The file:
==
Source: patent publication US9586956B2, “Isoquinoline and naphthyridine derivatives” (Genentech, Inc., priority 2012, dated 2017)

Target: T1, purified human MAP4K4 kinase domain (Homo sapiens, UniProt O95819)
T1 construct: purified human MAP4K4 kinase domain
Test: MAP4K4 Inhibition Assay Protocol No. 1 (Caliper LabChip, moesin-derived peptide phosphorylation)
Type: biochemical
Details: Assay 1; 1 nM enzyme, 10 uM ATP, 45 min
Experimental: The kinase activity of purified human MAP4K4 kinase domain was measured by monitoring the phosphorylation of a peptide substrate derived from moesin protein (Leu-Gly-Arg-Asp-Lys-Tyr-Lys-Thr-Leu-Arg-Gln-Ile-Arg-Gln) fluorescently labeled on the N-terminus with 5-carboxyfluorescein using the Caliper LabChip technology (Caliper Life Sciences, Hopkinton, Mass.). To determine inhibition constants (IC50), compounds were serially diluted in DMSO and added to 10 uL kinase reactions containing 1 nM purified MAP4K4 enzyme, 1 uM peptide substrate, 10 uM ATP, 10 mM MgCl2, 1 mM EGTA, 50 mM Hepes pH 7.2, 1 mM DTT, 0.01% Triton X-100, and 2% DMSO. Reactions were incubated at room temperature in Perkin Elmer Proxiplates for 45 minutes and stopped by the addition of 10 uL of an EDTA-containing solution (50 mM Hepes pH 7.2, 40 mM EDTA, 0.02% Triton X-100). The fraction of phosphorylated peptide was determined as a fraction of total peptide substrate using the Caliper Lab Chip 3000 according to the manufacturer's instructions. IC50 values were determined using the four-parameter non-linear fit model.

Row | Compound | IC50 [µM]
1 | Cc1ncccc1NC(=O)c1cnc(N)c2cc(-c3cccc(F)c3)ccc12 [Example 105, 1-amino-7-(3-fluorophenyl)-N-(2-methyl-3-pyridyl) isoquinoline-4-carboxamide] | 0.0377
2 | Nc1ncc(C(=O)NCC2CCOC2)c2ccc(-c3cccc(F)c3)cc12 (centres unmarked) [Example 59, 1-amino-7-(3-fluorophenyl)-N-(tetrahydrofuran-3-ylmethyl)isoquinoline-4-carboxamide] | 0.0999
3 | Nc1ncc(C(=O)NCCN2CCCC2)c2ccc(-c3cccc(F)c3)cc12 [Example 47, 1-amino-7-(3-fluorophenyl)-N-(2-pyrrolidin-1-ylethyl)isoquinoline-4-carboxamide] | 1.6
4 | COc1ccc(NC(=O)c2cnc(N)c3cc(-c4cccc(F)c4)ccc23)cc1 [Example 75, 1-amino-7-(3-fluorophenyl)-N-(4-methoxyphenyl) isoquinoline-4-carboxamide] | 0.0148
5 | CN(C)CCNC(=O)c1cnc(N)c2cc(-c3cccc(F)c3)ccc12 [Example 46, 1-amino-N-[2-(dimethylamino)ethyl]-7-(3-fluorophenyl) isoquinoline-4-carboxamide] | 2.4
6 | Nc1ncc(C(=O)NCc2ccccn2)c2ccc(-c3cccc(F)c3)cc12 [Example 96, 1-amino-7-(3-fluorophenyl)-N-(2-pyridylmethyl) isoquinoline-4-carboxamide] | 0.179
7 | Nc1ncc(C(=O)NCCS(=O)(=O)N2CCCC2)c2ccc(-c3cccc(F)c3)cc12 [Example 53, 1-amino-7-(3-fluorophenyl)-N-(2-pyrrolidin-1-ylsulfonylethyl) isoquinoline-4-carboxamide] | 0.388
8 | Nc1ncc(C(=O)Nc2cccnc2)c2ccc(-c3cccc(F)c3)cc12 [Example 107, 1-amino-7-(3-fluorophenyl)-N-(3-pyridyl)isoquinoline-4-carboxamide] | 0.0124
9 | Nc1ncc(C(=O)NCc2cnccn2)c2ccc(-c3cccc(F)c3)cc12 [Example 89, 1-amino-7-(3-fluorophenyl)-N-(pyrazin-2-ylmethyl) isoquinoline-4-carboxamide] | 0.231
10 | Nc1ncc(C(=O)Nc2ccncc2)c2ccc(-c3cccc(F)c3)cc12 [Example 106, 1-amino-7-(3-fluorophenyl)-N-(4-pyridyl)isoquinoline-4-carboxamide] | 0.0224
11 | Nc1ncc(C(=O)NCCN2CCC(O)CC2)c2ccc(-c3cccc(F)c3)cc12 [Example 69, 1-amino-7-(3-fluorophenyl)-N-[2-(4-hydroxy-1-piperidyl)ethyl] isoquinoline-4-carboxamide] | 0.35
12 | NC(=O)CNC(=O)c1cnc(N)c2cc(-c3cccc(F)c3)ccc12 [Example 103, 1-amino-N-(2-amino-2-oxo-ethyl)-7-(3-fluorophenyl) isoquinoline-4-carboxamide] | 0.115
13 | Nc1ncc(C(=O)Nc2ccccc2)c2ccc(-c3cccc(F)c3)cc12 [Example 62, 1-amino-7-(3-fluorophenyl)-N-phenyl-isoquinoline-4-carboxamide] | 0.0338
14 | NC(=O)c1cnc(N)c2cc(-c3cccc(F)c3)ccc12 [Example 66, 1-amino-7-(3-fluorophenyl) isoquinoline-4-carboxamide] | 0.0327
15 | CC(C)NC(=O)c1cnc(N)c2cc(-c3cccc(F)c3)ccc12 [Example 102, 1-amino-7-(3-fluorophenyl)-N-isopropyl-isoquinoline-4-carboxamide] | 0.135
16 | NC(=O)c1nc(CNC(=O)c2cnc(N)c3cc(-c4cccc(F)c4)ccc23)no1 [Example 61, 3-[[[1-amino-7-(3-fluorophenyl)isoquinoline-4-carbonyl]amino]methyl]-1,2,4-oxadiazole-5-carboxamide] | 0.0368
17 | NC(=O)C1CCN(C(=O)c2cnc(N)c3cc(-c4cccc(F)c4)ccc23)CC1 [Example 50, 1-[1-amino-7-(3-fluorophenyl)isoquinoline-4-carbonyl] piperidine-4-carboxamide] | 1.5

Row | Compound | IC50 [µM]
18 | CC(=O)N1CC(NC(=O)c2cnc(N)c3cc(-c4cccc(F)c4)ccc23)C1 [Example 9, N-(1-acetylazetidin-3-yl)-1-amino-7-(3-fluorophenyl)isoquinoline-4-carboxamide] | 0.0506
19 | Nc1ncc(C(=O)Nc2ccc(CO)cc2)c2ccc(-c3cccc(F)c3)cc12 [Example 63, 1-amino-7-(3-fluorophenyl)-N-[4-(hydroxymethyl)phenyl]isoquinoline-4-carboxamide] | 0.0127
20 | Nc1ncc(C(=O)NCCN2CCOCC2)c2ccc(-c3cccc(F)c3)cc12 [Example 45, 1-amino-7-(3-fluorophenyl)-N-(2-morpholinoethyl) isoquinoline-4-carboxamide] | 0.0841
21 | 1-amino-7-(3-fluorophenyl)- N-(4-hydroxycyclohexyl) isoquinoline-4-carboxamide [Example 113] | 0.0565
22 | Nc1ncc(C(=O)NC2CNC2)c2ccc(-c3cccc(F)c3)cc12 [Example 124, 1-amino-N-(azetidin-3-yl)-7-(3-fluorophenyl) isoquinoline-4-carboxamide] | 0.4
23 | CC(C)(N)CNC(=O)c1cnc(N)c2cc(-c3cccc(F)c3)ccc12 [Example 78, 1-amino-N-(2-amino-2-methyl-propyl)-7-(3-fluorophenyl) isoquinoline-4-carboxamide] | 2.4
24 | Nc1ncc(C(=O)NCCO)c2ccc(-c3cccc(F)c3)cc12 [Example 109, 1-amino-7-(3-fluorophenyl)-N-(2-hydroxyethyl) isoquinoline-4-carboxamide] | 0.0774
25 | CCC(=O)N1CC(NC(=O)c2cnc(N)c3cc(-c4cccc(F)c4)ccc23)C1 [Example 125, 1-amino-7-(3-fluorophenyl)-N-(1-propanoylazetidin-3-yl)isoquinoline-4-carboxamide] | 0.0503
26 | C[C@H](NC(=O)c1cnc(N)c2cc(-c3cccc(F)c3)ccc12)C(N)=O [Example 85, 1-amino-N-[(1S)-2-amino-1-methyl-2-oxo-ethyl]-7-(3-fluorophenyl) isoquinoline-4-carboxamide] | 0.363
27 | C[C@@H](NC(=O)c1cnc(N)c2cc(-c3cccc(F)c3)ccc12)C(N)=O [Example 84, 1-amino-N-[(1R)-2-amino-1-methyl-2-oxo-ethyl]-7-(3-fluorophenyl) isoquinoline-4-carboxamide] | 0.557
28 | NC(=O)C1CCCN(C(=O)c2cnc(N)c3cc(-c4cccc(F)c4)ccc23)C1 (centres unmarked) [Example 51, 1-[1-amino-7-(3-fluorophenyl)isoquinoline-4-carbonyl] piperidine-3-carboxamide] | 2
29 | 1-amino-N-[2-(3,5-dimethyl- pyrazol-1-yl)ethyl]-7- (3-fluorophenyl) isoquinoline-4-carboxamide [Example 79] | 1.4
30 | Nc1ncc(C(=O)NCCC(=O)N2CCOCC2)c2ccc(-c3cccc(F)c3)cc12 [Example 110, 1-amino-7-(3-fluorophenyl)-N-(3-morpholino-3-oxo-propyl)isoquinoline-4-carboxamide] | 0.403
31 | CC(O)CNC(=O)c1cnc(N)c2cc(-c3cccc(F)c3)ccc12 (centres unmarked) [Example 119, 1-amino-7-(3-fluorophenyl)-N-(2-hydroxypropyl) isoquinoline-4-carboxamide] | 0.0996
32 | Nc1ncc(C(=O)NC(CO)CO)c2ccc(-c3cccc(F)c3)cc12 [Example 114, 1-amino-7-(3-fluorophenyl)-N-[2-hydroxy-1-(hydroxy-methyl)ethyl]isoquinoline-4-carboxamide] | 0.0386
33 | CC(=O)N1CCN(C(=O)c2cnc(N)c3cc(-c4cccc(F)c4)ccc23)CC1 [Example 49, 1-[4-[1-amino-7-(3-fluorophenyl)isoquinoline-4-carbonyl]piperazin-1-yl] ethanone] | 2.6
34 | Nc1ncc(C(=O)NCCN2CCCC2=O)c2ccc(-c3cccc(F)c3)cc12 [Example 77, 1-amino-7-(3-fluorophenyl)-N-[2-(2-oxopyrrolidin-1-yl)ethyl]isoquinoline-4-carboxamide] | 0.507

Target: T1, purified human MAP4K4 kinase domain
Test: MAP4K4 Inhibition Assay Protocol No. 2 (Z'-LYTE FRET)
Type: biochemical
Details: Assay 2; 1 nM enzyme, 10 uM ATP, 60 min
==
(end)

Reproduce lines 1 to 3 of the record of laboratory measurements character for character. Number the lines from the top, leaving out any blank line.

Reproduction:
Source: patent publication US9586956B2, “Isoquinoline and naphthyridine derivatives” (Genentech, Inc., priority 2012, dated 2017)

Target: T1, purified human MAP4K4 kinase domain (Homo sapiens, UniProt O95819)
T1 construct: purified human MAP4K4 kinase domain